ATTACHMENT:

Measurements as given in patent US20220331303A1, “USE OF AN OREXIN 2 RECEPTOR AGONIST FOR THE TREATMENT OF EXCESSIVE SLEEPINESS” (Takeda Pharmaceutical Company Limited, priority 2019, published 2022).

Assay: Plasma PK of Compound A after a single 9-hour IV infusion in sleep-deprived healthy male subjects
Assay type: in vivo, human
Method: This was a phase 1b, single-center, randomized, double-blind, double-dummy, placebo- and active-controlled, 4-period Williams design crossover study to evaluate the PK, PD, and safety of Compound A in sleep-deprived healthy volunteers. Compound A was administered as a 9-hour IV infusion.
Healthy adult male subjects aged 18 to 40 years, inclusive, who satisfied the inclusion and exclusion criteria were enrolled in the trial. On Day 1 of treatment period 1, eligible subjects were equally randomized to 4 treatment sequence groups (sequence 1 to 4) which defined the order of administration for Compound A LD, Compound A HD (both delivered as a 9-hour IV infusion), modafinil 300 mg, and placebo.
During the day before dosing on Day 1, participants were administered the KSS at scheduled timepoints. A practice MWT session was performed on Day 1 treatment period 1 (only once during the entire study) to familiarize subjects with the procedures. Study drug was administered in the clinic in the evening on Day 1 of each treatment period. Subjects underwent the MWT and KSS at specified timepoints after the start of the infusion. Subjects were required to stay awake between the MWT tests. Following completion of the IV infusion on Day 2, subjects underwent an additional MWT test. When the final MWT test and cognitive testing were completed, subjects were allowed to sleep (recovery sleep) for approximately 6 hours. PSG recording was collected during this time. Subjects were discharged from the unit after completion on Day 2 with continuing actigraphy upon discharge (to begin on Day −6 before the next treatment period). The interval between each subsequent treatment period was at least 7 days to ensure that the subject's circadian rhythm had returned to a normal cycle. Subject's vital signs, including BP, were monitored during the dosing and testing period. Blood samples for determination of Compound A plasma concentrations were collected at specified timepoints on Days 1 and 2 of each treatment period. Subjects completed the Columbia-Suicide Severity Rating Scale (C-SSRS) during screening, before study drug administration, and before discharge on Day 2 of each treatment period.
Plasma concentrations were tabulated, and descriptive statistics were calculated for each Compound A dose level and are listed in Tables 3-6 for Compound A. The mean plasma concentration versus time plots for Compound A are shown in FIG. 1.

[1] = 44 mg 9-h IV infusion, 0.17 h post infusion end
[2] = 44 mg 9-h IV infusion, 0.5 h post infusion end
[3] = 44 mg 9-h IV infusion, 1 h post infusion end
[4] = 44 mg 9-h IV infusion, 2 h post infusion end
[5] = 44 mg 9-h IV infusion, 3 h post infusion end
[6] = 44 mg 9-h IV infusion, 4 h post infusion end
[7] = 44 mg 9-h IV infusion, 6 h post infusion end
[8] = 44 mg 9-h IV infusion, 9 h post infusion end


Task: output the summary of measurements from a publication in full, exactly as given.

Measurements as given in patent US20220331303A1, “USE OF AN OREXIN 2 RECEPTOR AGONIST FOR THE TREATMENT OF EXCESSIVE SLEEPINESS” (Takeda Pharmaceutical Company Limited, priority 2019, published 2022).

Assay: Plasma PK of Compound A after a single 9-hour IV infusion in sleep-deprived healthy male subjects
Assay type: in vivo, human
Method: This was a phase 1b, single-center, randomized, double-blind, double-dummy, placebo- and active-controlled, 4-period Williams design crossover study to evaluate the PK, PD, and safety of Compound A in sleep-deprived healthy volunteers. Compound A was administered as a 9-hour IV infusion.
Healthy adult male subjects aged 18 to 40 years, inclusive, who satisfied the inclusion and exclusion criteria were enrolled in the trial. On Day 1 of treatment period 1, eligible subjects were equally randomized to 4 treatment sequence groups (sequence 1 to 4) which defined the order of administration for Compound A LD, Compound A HD (both delivered as a 9-hour IV infusion), modafinil 300 mg, and placebo.
During the day before dosing on Day 1, participants were administered the KSS at scheduled timepoints. A practice MWT session was performed on Day 1 treatment period 1 (only once during the entire study) to familiarize subjects with the procedures. Study drug was administered in the clinic in the evening on Day 1 of each treatment period. Subjects underwent the MWT and KSS at specified timepoints after the start of the infusion. Subjects were required to stay awake between the MWT tests. Following completion of the IV infusion on Day 2, subjects underwent an additional MWT test. When the final MWT test and cognitive testing were completed, subjects were allowed to sleep (recovery sleep) for approximately 6 hours. PSG recording was collected during this time. Subjects were discharged from the unit after completion on Day 2 with continuing actigraphy upon discharge (to begin on Day −6 before the next treatment period). The interval between each subsequent treatment period was at least 7 days to ensure that the subject's circadian rhythm had returned to a normal cycle. Subject's vital signs, including BP, were monitored during the dosing and testing period. Blood samples for determination of Compound A plasma concentrations were collected at specified timepoints on Days 1 and 2 of each treatment period. Subjects completed the Columbia-Suicide Severity Rating Scale (C-SSRS) during screening, before study drug administration, and before discharge on Day 2 of each treatment period.
Plasma concentrations were tabulated, and descriptive statistics were calculated for each Compound A dose level and are listed in Tables 3-6 for Compound A. The mean plasma concentration versus time plots for Compound A are shown in FIG. 1.

[1] = 44 mg 9-h IV infusion, 0.17 h post infusion end
[2] = 44 mg 9-h IV infusion, 0.5 h post infusion end
[3] = 44 mg 9-h IV infusion, 1 h post infusion end
[4] = 44 mg 9-h IV infusion, 2 h post infusion end
[5] = 44 mg 9-h IV infusion, 3 h post infusion end
[6] = 44 mg 9-h IV infusion, 4 h post infusion end
[7] = 44 mg 9-h IV infusion, 6 h post infusion end
[8] = 44 mg 9-h IV infusion, 9 h post infusion end